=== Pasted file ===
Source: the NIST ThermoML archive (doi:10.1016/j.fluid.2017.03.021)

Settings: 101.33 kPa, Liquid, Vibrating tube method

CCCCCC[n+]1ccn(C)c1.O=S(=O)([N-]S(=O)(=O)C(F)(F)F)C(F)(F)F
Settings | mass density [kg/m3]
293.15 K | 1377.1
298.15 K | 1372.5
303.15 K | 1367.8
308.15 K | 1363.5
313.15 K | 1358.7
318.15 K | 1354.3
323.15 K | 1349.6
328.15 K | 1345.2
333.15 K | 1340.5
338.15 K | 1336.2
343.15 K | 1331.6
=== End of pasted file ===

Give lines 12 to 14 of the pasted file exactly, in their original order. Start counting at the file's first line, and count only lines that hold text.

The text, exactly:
328.15 K | 1345.2
333.15 K | 1340.5
338.15 K | 1336.2